Pip. I have got a stewed steak -
which is of home preparation - and a cold roast fowl - which is
from the cook's-shop. I think it's tender, because the master of
the shop was a Juryman in some cases of ours the other day, and we
let him down easy. I reminded him of it when I bought the fowl, and
I said, "Pick us out a good one, old Briton, because if we had
chosen to keep you in the box another day or two, we could easily
have done it." He said to that, "Let me make you a present of the
best fowl in the shop." I let him, of course. As far as it goes,
it's property and portable. You don't object to an aged parent, I
I really thought he was still speaking of the fowl, until he added,
"Because I have got an aged parent at my place." I then said what
"So, you haven't dined with Mr. Jaggers yet?" he pursued, as we
"He told me so this afternoon when he heard you were coming. I
expect you'll have an invitation to-morrow. He's going to ask your
pals, too. Three of 'em; ain't there?"
Although I was not in the habit of counting Drummle as one of my
intimate associates, I answered, "Yes."
"Well, he's going to ask the whole gang;" I hardly felt
complimented by the word; "and whatever he gives you, he'll give
you good. Don't look forward to variety, but you'll have
excellence. And there'sa nother rum thing in his house," proceeded
Wemmick, after a moment's pause, as if the remark followed on the
housekeeper understood; "he never lets a door or window be fastened
"Is he never robbed?"
"That's it!" returned Wemmick. "He says, and gives it out publicly,
"I want to see the man who'll rob me." Lord bless you, I have heard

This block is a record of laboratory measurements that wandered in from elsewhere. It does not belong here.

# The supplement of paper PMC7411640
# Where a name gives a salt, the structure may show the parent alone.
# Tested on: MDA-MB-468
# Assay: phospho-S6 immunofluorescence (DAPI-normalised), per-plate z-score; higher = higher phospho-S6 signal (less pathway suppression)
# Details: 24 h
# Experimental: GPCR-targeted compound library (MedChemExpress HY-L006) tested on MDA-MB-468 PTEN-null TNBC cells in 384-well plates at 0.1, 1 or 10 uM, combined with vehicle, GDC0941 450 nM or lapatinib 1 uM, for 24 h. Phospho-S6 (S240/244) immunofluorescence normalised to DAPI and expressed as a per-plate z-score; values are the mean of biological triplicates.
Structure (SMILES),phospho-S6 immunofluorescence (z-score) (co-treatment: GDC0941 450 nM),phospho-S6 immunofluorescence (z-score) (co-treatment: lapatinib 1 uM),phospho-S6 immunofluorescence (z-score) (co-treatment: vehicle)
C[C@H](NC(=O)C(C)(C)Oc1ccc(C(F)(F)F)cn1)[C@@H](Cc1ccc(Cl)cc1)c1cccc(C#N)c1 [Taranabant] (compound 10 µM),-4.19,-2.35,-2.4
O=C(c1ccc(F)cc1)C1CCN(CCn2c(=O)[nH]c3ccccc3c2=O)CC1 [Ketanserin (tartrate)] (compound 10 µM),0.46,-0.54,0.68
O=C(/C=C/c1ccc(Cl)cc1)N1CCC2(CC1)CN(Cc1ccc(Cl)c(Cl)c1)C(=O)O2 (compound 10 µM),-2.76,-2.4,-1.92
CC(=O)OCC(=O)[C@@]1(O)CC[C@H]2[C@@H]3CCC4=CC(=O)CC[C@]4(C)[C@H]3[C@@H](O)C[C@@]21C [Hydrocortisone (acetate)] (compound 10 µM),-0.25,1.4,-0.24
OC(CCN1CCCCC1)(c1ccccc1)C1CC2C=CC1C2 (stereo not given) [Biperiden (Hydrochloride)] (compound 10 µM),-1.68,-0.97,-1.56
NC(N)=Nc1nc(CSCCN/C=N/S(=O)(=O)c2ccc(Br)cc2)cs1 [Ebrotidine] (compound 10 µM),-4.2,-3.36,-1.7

him, a hundred times if I have heard him once, say to regular
cracksmen in our front office, "You know where I live; now, no bolt
is ever drawn there; why don't you do a stroke of business with me?
Come; can't I tempt you?" Not a man of them, sir, would be bold
enough to try it on, for love or money."
"They dread him so much?" said I.
"Dread him," said Wemmick. "I believe you they dread him. Not but
what he's artful, even in his defiance of them. No silver, sir.
Britannia metal, every spoon."
"So they wouldn't have much," I observed, "even if they--"
"Ah! But he would have much," said Wemmick, cutting me short, "and
they know it. He'd have their lives, and the lives of scores of
'em. He'd have all he could get. And it's impossible to say what he
couldn't get, if he gave his mind to it."
I was falling into meditation on my guardian's greatness, when
"As to the absence of plate, that's only his natural depth, you
know. A river's its natural depth, and he's his natural depth. Look
at his watch-chain. That's real enough."
"It's very massive," said I.
"Massive?" repeated Wemmick. "I think so. And his watch is a gold
repeater, and worth a hundred pound if it's worth a penny. Mr. Pip,
there are about seven hundred thieves in this town who know all
about that watch; there's not a man, a woman, or a child, among
them, who wouldn't identify the smallest link in that chain, and
drop it as if it was red-hot, if inveigled into touching it."
At first with such discourse, and afterwards with conversation of a
more general nature, did Mr. Wemmick and I beguile the time and the
road, until he gave me to understand that we had arrived in the
district of Walworth.
It appeared to be a collection of back lanes, ditches, and little
gardens, and to present the aspect of a rather dull retirement.
Wemmick's house was a little wooden cottage in the midst of plots
of garden, and the top of it was cut out and painted like a battery
mounted with guns.
"My own doing," said Wemmick. "Looks pretty; don't it?"
I highly commended it, I think it was the smallest house I ever
saw; with the queerest gothic windows (by far the greater part of
them sham), and a gothic door, almost too small to get in at.